Private Company Director

A New Day for Businesses and Boards

Boards are seeking directors who understand the stakeholder perspective.

For owners of private companies, the best returns for the risk undertaken often come from taking into account  the returns for other stakeholders including employees, customers, suppliers and the communities where they  operate. In a sense, it’s a new day for businesses and boards. 

There are solid, time-honored criteria for successful board members. Change is underway, adding to the skills  and experiences sought by private companies in their independent directors. Interestingly, companies seeking  those additional attributes are encountering a large pool of qualified aspirants. 

Timeless criteria for independent directors of private company fiduciary boards include collegiality and the ability to honor the thoughts and feelings of others while introducing a different opinion or a new way of looking at a problem or opportunity.

Boards typically look for a successful record as a CEO or executive leader, preferably with a company of the same size or a little larger in a market or industry with relatable characteristics. They also seek directors who have experienced the difference between the responsibilities of executives to lead the business and those of the board, which is tasked with making sure the business is set up to meet its goals. Among its other roles, the board ensures that capital is appropriately allocated and that there are active processes for leadership development, support, accountability, compensation and succession.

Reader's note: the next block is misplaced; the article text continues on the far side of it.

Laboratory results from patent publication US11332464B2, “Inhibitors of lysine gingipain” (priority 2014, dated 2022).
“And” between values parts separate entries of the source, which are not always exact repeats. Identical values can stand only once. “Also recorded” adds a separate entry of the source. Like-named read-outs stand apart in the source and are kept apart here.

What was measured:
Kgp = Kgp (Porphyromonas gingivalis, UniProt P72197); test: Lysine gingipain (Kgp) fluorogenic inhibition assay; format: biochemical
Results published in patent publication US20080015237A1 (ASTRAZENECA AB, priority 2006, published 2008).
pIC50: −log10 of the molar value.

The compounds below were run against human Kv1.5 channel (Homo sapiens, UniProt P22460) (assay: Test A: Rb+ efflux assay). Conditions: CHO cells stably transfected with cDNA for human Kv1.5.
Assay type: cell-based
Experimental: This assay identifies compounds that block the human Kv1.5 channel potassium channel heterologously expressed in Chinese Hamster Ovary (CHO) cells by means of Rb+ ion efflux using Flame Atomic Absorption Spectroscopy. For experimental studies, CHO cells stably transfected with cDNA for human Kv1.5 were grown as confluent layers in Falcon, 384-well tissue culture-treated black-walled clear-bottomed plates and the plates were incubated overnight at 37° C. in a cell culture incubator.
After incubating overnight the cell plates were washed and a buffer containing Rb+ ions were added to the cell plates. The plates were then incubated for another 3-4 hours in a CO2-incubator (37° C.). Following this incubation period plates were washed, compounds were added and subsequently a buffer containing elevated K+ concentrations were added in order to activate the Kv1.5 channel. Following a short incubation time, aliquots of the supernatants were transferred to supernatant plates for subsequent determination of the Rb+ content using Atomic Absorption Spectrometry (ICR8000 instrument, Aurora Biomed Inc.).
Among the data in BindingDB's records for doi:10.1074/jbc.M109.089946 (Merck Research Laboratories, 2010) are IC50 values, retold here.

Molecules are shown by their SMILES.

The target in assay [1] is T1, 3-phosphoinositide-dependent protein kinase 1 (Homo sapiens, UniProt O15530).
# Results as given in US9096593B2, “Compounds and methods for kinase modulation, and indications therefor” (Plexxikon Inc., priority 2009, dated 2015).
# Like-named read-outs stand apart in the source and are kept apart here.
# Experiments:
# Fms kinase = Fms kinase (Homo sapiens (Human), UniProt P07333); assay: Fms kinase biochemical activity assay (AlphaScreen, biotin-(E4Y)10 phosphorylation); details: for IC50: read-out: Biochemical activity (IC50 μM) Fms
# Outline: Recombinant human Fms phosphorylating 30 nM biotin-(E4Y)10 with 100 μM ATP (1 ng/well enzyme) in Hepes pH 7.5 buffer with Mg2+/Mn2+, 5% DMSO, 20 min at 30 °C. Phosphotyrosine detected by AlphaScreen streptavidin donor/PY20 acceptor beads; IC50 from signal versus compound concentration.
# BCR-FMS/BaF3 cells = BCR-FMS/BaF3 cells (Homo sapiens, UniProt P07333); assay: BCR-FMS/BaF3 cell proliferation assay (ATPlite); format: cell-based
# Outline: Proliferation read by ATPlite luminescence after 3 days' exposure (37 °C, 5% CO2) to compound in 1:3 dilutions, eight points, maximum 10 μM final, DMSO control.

Often, there are specific skills, experiences or backgrounds required when filling certain board seats. One may be corporate finance, including the evaluation and integration of acquisitions. Systems experience is often sought, including cyber security or e-commerce. The board may also be looking to improve diversity in perspective, experience, geography, age, generation, gender, race or cultural background.

The stakeholder perspective

Increasingly, boards seek directors who understand a stakeholder perspective. Doing well by doing good suggests that returns for shareholders can be produced competitively and reliably by also considering returns for employees, customers, suppliers and communities. As to the environment and all company endeavors, there is a first-order necessity to do no harm. Beyond that, a stakeholder perspective recognizes a company’s self-interest and enlightened responsibility to make a positive impact not only economically, but also socially and environmentally. 

Today, an increasing amount of companies are integrating the mission of doing well by doing good into their business strategies, unifying purpose and action. These companies are seeking out independent directors with experience in implementing ESG principles, which is highly motivating for many would-be board members. One recent instance resulted in 384 applicants for a private company independent director board seat. 

Family businesses are particularly well-suited to a stakeholder perspective. Families existed before their business, and most families want to see their business enterprise prosper for generations. Increasingly, business owners, boards and leaders are doing well by playing a role in making the world a better place.


Rob Sligh is a senior consultant for The Family Business Consulting Group Inc.

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